Consolidation is a means of survival for cinema exhibitors
Film exhibitor INOX Leisure Ltd is in initial talks with Carnival and Miraj Cinemas to acquire their screens, two people said on condition of anonymity. The development comes days after media reported that PVR Cinemas was seeking to merge the local branch of Mexican theater chain Cinepolis with itself.
“When you’re competing, you can’t really agree to talk about rivals merging; you have to move yourself. INOX has sent feelers to both Carnival and Miraj although nothing has been finalized yet,” said one of the two people quoted above.
He said the conversations around these deals were a direct result of the pandemic devastating the theater industry.
The potential PVR-Cinepolis merger is also an obvious threat to INOX, he added.
India’s pandemic-ravaged film exhibition sector is also facing a challenge from the rise of video streaming websites such as Netflix, which is putting pressure on margins and forcing them to close cinemas.
If the talks are successful, INOX, which operates more than 600 cinemas in India, will add more than 400 screens from Carnival Cinemas and more than 100 screens from Miraj Group, he said.
While Carnival Group has interests in film production, food and real estate, Miraj Group manages hospitality, real estate, food and pipe and fittings businesses.
INOX Group is a conglomerate with interests in wind energy, renewable energy and specialty chemicals.
A deal with Miraj could make more sense for INOX than one with Carnival, which has a debt of ₹1,400 to 1,500 crore and failed to pay rent to developers and salary of his employees for some time.
“Consolidation is now a big part of the business, and everyone has been talking to everyone over the past few months. Although there is nothing on the table for us now, there is always a possibility of consolidation tomorrow,” said Amit Sharma, general manager of Miraj Cinemas, in an interview.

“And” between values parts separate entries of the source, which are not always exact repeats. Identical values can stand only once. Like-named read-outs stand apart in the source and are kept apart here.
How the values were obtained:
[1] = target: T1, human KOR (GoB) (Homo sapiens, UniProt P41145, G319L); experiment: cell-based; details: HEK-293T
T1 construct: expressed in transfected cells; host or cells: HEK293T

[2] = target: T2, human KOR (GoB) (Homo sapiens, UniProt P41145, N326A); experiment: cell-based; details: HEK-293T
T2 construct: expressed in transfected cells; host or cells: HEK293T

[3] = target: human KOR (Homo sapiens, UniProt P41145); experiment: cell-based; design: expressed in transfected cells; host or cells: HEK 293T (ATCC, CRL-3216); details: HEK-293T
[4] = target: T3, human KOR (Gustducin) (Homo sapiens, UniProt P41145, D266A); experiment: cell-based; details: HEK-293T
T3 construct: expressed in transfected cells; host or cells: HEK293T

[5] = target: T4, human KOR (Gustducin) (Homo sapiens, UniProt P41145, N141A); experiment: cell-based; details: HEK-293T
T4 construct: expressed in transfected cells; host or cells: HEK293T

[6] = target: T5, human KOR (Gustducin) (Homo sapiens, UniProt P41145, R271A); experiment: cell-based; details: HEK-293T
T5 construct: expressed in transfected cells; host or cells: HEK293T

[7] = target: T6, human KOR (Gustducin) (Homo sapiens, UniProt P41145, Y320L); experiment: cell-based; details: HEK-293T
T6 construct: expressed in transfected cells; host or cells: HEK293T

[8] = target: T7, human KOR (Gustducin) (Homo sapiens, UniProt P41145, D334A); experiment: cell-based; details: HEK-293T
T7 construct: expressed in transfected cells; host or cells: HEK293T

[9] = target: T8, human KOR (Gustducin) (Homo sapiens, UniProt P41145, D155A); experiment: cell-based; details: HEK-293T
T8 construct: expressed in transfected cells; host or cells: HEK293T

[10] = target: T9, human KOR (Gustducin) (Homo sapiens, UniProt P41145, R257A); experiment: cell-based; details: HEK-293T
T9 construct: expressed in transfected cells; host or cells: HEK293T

Carnival did not respond to questions from Mint. INOX declined to comment on the story, and a PVR spokesperson said news of a merger with Cinepolis was speculative.
The Indian multiplex industry is dominated by PVR with 846 screens, followed by INOX (675), Carnival Cinemas (450), Cinepolis (360) and Miraj Cinemas with 147 screens.
International markets such as the United States have many more multiplex operators. The largest company in the United States is AMC Entertainment, with 8,043 screens.
According to a recent report by media consultant Ormax, the cumulative box office gross for 2020 and 2021 in India was only ₹5,757 crore, almost 50% less than the country’s film industry brought in in 2019 alone.
In addition, box office revenue was also robbed of almost ₹580 crore from the release of 26 Hindi films directly to video streaming platforms between March 2020 and August 2021 alone when cinemas were closed.
Although theaters are seeing the first signs of recovery with attractive programming planned for the summer, there is no way to erase the losses of the past two years, trade experts have said, making it difficult to investment in new properties and easier. team up with rivals to increase the number of screens.
“Clearly the Bijlis no longer see value in the business, and this is the best way out. While they could have waited a while to see how things turn out, PVR is also at a disadvantage, thanks to its model of renting properties instead of owning the asset like INOX does,” a second undercover person pointed out. of anonymity. .
In such a scenario, the merger with Cinepolis India, a conservative and debt-free company since its inception, makes perfect sense. The 846 screens owned by PVR combined with Cinepolis’ 360 will enable the combined entity to have a 42% share of the multiplex segment and a 15% share of the overall cinema screen ecosystem in India, according to estimates by Karan Taurani, Senior Vice President, Elara Capital Ltd. The merged entity will have a box office revenue share (Hindi and English) of 35% after the merger.
A film producer and distributor pointed out that such deals would disadvantage filmmakers.
“Competition is always good for business. The combined entity will be able to dictate shows and screen times, and producers won’t have a choice. In a monopoly, they may even demand a higher share of box office revenue, more than the 50% that is standard right now,” the person said.
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